A Continuing Drop in Murders

At the start of this year, America’s crime trends looked grim: Murders had spiked at a record speed in 2020 and increased further in 2021.

But now that the year is ending, it’s clear that the violence has eased.

Murders in large U.S. cities are down more than 5 percent so far in 2022 compared to the same time last year, according to the research firm AH Datalytics. Gun deaths, injuries and mass shootings are also down this year.

What happened? To regular readers of this newsletter, the explanations may be familiar: The causes of the murder spike have receded.

Covid disrupted much of life in 2020 and 2021, including social services that help keep people safe. That applies not just to policing, but also to places like schools and addiction treatment facilities that can help people — especially young men, the more common perpetrators and victims of violent crime — stay out of trouble. As life slowly returns to normal, these programs have reopened and helped suppress murders and shootings.

We also have additional distance from the murder of George Floyd in 2020, an event that not only spawned widespread protests but also strained police-community trust across the U.S.

How did the fallout from the horror of Floyd’s death tie into murder trends? Because those police-community tensions may have reduced law enforcement’s effectiveness by, for example, making people more skeptical of working with the police and leading officers to be too cautious in fighting crime. And the public’s loss of confidence in the police may have led more people to resolve conflicts through their own means, including violence, instead of through the justice system. The passage of time and efforts to repair trust have diminished those effects.

There is also a more abstract explanation: Covid, Floyd’s death, the 2020 election, the Jan. 6 attack and other events have made the past few years feel chaotic, damaging social cohesion and trust in institutions. Some experts argue that this kind of anomie can lead to more crime and violence. But at least some of it has lessened along with the pandemic and protests.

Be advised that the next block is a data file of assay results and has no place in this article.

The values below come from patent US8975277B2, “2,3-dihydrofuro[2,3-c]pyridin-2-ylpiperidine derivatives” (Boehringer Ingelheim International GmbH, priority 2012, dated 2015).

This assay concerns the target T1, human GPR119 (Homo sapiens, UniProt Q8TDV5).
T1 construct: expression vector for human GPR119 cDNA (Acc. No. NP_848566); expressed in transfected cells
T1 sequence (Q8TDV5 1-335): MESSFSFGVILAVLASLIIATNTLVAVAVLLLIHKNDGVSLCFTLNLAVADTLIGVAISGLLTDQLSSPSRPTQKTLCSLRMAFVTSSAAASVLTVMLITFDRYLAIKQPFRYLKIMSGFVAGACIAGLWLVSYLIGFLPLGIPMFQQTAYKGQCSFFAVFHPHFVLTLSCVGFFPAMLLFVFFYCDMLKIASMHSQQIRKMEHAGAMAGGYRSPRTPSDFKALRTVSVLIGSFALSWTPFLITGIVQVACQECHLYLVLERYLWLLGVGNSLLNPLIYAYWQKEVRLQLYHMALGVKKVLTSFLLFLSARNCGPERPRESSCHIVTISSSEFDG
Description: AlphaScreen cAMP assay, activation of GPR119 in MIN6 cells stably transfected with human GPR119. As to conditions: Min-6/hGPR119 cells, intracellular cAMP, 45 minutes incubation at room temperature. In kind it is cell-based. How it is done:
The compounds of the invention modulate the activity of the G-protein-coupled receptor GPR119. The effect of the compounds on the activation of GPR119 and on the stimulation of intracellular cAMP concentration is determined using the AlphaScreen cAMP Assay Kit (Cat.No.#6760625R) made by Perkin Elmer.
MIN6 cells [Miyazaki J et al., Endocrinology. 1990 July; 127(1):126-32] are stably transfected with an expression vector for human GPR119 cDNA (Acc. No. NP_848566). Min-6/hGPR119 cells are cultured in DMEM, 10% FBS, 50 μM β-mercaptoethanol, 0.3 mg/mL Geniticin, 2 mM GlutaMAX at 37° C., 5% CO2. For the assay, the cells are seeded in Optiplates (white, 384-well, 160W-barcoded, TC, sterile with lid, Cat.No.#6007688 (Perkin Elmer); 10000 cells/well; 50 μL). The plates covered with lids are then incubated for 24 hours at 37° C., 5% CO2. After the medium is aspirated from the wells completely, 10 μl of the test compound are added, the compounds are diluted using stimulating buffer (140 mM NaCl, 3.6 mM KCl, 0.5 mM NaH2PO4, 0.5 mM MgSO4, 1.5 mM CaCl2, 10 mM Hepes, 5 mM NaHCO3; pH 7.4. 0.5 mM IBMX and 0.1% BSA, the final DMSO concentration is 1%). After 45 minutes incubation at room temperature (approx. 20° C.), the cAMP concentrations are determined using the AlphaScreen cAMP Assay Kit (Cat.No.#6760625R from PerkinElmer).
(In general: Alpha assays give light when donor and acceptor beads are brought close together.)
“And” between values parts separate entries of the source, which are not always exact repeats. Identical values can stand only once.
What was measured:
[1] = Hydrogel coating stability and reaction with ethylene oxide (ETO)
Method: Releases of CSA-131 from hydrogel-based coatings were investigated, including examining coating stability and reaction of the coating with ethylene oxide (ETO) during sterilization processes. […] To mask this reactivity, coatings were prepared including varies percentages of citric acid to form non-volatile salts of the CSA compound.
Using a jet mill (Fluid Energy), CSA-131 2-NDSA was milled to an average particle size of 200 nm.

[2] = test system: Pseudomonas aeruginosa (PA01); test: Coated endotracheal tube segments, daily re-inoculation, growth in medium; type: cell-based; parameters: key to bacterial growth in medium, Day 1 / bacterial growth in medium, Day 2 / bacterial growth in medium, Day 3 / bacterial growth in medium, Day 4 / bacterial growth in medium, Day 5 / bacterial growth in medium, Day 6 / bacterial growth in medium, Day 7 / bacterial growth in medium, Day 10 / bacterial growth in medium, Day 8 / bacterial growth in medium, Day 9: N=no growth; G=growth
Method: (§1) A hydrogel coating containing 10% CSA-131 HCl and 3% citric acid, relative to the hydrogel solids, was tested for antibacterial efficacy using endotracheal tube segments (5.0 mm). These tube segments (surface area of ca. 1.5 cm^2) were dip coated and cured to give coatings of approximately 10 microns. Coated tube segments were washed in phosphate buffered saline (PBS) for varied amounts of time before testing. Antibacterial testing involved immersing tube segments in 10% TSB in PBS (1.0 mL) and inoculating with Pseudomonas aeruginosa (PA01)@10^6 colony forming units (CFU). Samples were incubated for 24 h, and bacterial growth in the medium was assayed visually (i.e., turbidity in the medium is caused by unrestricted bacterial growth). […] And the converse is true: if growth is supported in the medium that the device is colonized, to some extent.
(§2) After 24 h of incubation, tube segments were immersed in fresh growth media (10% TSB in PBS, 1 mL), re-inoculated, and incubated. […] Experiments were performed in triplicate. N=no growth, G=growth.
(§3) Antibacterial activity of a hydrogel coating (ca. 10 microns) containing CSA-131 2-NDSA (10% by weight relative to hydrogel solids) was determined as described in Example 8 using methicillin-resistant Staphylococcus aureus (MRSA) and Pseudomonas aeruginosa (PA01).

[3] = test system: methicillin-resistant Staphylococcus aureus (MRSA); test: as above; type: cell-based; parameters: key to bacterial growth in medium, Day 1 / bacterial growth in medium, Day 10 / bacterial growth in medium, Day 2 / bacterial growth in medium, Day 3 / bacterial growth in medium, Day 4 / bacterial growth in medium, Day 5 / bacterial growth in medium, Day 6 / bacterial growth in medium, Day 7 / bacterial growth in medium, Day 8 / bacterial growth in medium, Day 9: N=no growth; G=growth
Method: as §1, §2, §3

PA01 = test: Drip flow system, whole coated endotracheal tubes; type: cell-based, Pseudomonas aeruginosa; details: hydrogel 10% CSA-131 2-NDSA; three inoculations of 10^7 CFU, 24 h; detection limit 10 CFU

Add it all up, and Americans are now a bit safer from murders and shootings than they were last year.

The drop in murders is genuinely good news — the kind that often goes unreported. Think about how many headlines you have seen about the rise in murders compared to stories about the subsequent decline.

That gap demonstrates another point that regular readers of this newsletter will be familiar with: The news media tends to have a bad news bias. Some of that is driven by journalists’ decisions, hence the old cliché that if it bleeds, it leads. Studies also suggest that negativity gets a bigger audience, so journalists are, to some extent, giving readers what they want.

That bias warps people’s perceptions of the world. As rates of murders and other crimes plummeted from the 1990s to mid-2010s, news outlets regularly covered shocking individual crimes, and a majority of Americans told Gallup that crime was trending upward. (Most Americans still say crime is up.)

There are still reasons for caution. Data from this year suggested other kinds of crime, besides murders and shootings, might have increased in 2022. Murders are still higher than they were in 2019. And it’s possible the trends reported in large cities don’t apply to the entire country (although they have in recent years).

But the data we do have suggests the country’s murder and shooting rates are heading in the right direction. As the year comes to a close, it’s good news you can celebrate.

Dallas survives Tennessee trap: The Cowboys defeated the Titans, 27-13, last night to secure their second straight season with at least 12 wins. The Tennessee first-time starting quarterback Joshua Dobbs gave the team hope for next week’s matchup against the Jaguars.

In the nearly 24 years since the release of the epic blockbuster “Titanic,” its appeal has persisted. This year, “Titanique,” a 100-minute Off Broadway musical parody set to Celine Dion songs, drew a cult following.

“Titanique” opened in June in New York and mixes improvisation and a strategy of shattering the fourth wall. Through word of mouth and a passionate social media following, the show has consistently sold out, The Times’s Sarah Bahr writes. The musical announced its third extension last week.

“People feel like they’re part of something special every night,” said Constantine Rousouli, a co-creator of the musical who also plays its romantic male lead, Jack.

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